Bulelani Ngcuka was born on 2 May 1954 in Middledrift, Eastern Cape. His early schooling was in the former Bantustan of Transkei. He later married Phumzile Ngcuka. Phumzile Ngcuka became the Minister of Mineral and Energy Affairs in Thabo Mbeki’s cabinet. Together, they have a 15-year-old son named Loyiso Ngcuka.
In 1977 Ngcuka completed his B Proc degree at the University of Fort Hare. In 1980 he was admitted to the legal profession as an Attorney. He began his active political life when he joined the United Democratic Front. He was later arrested for three years on charges of high treason against the apartheid state. His crime was that he had refused to testify against some of the UDF members he had represented in different legal cases. While in prison he furthered his studies with the University of South Africa and completed an LLB degree (legal degree). He went on to complete a Master of Arts degree in international relations with the University of Webster.
In 1998 Bulelani Ngcuka was appointed to one of South Africa’s highest legal offices, the Head of the National Prosecuting Authority. The opposition parties opposed his appointment on the grounds that Ngcuka was already too involved in the ruling African National Congress (ANC) to exercise judicial independence. Ngcuka proved many of his critics wrong by first creating a very efficient prosecuting authority, and pursuing some popular and highly placed ANC figures for corruption. Among these were Chief Whip of the ANC Tony Yengeni and Deputy President Jacob Zuma. He investigated abuse of power allegations. This concerned improper influence in a controversial South African arms deal, and the question of financial benefit as a result of such influence. He concluded his investigation against Jacob Zuma by stating that there was prima facie evidence of corruption, but insufficient to win the case in court. Some people in the opposition and legal profession complained that by saying this, he was acting as prosecutor and judge: if there is prima facie evidence, then the courts should decide on its sufficiency. This case brought him in direct confrontation with leading figures of the African National Congress.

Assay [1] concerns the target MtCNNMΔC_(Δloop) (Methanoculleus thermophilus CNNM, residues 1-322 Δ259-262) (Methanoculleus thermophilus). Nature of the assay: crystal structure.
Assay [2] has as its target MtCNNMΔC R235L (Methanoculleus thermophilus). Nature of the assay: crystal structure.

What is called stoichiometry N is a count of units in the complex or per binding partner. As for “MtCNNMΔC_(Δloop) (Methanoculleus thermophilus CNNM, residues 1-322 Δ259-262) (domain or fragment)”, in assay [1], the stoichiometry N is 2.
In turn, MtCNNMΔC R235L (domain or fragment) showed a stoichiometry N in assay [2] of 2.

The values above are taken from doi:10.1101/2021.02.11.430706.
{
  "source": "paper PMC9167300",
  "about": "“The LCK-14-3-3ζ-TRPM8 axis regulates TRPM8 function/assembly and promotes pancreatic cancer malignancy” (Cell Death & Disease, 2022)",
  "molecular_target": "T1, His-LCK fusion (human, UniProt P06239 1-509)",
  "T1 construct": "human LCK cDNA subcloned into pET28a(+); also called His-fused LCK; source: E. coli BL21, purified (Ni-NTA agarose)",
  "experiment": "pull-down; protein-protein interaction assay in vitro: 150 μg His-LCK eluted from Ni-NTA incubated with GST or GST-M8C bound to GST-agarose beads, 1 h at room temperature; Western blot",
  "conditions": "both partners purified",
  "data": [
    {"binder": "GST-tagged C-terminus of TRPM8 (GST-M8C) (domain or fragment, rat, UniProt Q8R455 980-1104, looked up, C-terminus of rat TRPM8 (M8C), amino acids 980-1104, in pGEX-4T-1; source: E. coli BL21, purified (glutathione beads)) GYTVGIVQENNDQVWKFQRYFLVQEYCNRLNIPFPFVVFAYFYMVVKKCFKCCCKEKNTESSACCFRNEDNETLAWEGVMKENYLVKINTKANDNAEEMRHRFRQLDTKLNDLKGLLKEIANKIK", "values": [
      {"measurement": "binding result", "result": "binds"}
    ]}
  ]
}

Schabir Schaik, Mac Maharaj, and Vusi Mona, all facing investigation by Ngcuka, made allegations that he was once an apartheid spy against the ANC. Their counter-allegations were that such investigations against them and Zuma were part of a conspiracy by former apartheid agents, still in government to undermine the ANC and leaders of the struggle. They accused him of spying against the ANC while working for NADEL in the Eastern Cape. President Thabo Mbeki appointed the Hefer Commission of Inquiry to investigate the allegations against Ngcuka. The Commission found that the allegations had no basis.